These “Studies” always leave out key facts, and are done deceptively, virtually every claim is unsubstantiated and equated with Science. Science focuses on measurable things, no one can measure Emotional Pain. It is entirely subjective. This “Study” used Health Pain Free subjects for a reason. They selected for a group with little or no “Emotional Pain. This is a Theme across the so called “Research.” The Article then deliberately conflate “Emotional Pain,” with Physical Pain, and make a ridiculous titillating Statement about Morphine. The Hook, after the Title the comment from a Lead Investigator, is meant to not only misinform, but get our attention. Most people, like most test subjects would not need Morphine for the discomfort associated with a 120 degree probe. No Morphine was used in this “Study” nor were any Double Blind Experiments done with or with out Morphine or any other substance. Yet right there in the Subtitle they tell us that Mindfulness is a replacement for Morphine.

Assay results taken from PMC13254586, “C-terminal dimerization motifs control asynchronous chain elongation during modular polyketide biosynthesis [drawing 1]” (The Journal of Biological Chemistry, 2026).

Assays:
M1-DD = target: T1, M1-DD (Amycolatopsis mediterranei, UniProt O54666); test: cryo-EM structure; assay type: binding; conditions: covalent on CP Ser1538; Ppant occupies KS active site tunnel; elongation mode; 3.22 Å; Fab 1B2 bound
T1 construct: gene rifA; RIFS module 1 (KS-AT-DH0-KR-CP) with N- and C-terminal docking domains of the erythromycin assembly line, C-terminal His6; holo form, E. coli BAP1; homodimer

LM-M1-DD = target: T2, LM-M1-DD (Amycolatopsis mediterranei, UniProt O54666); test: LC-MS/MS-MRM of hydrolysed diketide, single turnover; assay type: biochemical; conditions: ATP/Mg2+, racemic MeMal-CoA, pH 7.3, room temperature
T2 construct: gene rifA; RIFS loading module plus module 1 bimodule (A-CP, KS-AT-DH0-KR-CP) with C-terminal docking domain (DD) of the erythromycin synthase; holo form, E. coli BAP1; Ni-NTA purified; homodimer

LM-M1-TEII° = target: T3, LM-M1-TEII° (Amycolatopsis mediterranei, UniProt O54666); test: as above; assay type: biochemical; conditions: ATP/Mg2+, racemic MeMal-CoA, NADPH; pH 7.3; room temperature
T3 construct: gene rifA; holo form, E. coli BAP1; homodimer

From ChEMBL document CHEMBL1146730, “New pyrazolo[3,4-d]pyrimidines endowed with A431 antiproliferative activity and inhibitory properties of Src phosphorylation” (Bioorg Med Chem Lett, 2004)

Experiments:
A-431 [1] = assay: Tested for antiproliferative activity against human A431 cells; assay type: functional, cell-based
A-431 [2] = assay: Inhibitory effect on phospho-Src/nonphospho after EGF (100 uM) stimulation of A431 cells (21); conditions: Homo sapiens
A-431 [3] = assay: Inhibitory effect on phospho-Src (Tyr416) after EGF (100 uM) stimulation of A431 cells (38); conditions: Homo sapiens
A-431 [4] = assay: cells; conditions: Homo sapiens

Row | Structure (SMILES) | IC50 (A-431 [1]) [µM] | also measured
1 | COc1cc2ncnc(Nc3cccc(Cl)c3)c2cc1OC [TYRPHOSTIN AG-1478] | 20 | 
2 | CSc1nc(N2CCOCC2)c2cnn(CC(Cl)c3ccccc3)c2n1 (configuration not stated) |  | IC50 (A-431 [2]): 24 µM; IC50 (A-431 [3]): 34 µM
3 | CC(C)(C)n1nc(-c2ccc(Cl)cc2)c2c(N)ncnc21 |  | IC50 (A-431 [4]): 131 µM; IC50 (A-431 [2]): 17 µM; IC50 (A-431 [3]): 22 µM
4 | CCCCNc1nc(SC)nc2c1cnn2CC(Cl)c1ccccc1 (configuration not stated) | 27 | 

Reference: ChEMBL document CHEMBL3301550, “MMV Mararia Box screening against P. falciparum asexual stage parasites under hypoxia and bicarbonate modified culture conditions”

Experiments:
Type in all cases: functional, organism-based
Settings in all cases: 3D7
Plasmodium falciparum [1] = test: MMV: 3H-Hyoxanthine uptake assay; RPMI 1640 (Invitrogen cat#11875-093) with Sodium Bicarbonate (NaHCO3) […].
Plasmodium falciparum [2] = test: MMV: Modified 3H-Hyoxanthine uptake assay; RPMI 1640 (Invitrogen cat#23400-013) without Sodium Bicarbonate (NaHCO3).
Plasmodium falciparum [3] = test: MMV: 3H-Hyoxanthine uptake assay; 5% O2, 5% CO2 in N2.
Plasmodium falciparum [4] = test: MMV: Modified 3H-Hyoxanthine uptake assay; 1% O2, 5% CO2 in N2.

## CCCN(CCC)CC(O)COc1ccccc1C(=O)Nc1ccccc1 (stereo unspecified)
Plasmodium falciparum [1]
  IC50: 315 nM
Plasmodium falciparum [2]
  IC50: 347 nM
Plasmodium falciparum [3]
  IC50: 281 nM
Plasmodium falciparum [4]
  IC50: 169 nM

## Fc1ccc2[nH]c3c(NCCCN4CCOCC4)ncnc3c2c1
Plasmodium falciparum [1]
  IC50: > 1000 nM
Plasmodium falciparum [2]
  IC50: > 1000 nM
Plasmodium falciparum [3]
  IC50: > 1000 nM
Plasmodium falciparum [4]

Most readers are incapable of reading between the lines. No Scientist or Experts spoke up about this meaningless and deceptive Article, or the many others that we are exposed to every day. How many other False Narratives are being reiterated daily by our Media? These kinds of popular “Studies” are in our “News” daily. When we ask who benefits from this deliberate deception, we can looks at some Industries. Healthcare Profits depend on this obfuscation. The Industry pays for this “Research” and silence from the Academic Community is assured. They depend on these Industries for their funding. With a Science Illiterate population, that only follows what reinforces their beliefs, doubt is replaced with knowing. We have a mindless, ignorant population, peddling “Mindfulness.”

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  4. stevelaniermailcom

    Not for nothing but this MBT stuff is COMPLETE UNDILUTED BULLS#IT!
    And this is coming from a guy that strongly believes in the potential of Hypnosis because I nearly got expelled in high school because I did a Science Fair project and actually hypnotized my friends, stuck them with needles and they felt nothing! PAIN would make it nearly impossible to get people to relax so they could achieve the state of mind required for hypnosis!